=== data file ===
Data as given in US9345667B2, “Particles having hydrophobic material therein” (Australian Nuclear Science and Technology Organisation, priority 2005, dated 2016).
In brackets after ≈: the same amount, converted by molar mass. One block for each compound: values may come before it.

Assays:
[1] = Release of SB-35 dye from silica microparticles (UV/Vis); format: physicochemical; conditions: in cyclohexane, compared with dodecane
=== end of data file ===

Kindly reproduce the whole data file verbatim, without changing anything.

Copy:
Data as given in US9345667B2, “Particles having hydrophobic material therein” (Australian Nuclear Science and Technology Organisation, priority 2005, dated 2016).
In brackets after ≈: the same amount, converted by molar mass. One block for each compound: values may come before it.

Assays:
[1] = Release of SB-35 dye from silica microparticles (UV/Vis); format: physicochemical; conditions: in cyclohexane, compared with dodecane